The staggering array of cars on the market is both exciting and confusing to the consumer, yet most of us have one benchmark that helps to narrow the options: price.
That can mean we compromise on a lot of the desirables, such as features, performance, even size.
Once – and not all that long ago, either – it might have also meant a compromise on safety. But thanks to a long and concerted push by governments, road authorities and other motoring bodies, a lot of the safest cars on the road are no longer restricted to the most expensive.
ANCAP – the Australasian New Car Assessment Program – emphasises that in its ratings of the safety performance of hundreds of new vehicles on the market, there are those with the highest five-star rating in all vehicle categories.
“We want consumers to buy the safest car they can afford,” says ANCAP’s chief executive James Goodwin. “Fortunately, a far greater percentage of the market achieves the five-star score than we would have seen five or so years ago. We want consumers all to be in five-star cars.”
But there are five-star cars and there are five-star cars. ANCAP continues to raise the bar on what safety systems and crash performance a car must have to achieve five stars.
It has begun to date-stamp the ratings that are seen both on its website but also where manufacturers use them in their marketing and point-of-sale material.
More than 100 ANCAP-rated cars now carry that important date-stamp. “The date-stamp element (e.g. Tested 2016) signifies the year requirements against which a vehicle has been tested,” Mr Goodwin says. “We’d encourage consumers to consider the testing date as a means of knowing which standards their prospective buy has been tested against, because a lot can change in just a few years.”
For instance, to achieve five stars in 2011, a vehicle had to meet structural requirements to give a high level of protection to its occupants in a crash plus three additional safety technologies: electronic stability control (ESC), three-point seatbelts for all seating positions, and head-protecting airbags for the front seats.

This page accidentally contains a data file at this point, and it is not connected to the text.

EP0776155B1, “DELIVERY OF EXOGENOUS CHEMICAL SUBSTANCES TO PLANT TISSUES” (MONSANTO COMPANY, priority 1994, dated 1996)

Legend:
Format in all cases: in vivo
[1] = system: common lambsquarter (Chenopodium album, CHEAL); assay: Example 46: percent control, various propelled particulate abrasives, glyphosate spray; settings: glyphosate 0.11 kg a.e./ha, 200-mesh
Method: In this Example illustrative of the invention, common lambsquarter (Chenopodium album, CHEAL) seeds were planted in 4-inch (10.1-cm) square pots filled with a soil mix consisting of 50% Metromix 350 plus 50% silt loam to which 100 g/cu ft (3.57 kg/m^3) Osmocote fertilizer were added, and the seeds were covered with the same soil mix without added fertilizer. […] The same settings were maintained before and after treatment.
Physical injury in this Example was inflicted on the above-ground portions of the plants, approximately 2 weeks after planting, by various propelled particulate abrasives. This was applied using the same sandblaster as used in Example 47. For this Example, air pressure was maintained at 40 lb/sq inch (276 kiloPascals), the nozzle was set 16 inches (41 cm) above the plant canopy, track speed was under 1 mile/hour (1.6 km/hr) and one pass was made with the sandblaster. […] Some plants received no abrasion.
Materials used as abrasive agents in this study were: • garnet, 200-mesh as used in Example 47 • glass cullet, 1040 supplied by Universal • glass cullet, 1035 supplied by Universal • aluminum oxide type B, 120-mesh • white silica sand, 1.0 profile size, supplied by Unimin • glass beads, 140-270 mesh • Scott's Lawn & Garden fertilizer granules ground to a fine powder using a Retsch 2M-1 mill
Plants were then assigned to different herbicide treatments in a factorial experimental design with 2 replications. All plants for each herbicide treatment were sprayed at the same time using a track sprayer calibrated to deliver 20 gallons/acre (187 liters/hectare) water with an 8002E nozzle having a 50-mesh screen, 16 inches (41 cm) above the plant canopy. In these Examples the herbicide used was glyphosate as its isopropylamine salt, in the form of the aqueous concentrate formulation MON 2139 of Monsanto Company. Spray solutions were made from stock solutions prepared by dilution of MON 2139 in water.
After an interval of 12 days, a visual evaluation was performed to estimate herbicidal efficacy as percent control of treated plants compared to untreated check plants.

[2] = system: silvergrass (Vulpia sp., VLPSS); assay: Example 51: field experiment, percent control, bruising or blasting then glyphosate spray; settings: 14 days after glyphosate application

These features still apply in 2017 but to them a raft of additional safety features have been added:
- Emergency brake assist, which detects if a driver is trying to make an emergency stop and applies full braking force until the ABS (which is part of all ESC systems) takes over to prevent wheel-lock.
- A minimum whiplash rating of Good, the highest of four under ANCAP.
- A minimum pedestrian rating of Acceptable, the second-highest rating. The Pedestrian Test measures the likely injuries to be caused to a pedestrian when struck by a vehicle as determined by its design, e.g. whether it has an active bonnet.
- Seatbelt reminders for all front and second-row seats.
- Head-protecting airbags for the second row of seats.
- A minimum of six further SATs – safety assist technologies – from a list of more than 40 available to car makers today. These can include: autonomous emergency braking; adaptive cruise control; fatigue detection; automatic headlights; blind-spot monitor; tyre pressure monitoring.
In 2018 the bar will be raised again, with some new tests plus updates to existing tests. For example, as well as the frontal offset test which simulates a collision with another vehicle at a 40% offset, cars will be crash-tested full-width into a wall to simulate a head-on collision. And the test trolley for the side-impact test will be heavier, stiffer and wider, to reflect the greater weight of modern vehicles. The speed for the pole-impact test will be increased to 32km/h and the angle at which it strikes will change to 75 degrees to more closely reflect a real-world run-off-road crash. And the latest crash-test dummies will be used for more realistic injury risk results.
But the big difference in 2018 will be performance-testing of SATs. “Currently the vehicle just has to have the technology fitted,” James Goodwin says. “From 2018 we will be testing how well these technologies work.”
The two SATs they will be looking at most closely are autonomous emergency braking and the various lane-keeping systems. “It will be very hard to get five stars without both of these,” Mr Goodwin adds.
ANCAP has found another procedure to encourage standards to be maintained. “We’ve commenced audit testing of cars, where we can re-test a vehicle to see if it still meets requirements of the five-star threshold,” Mr Goodwin says. “We’re keeping manufacturers on their toes.”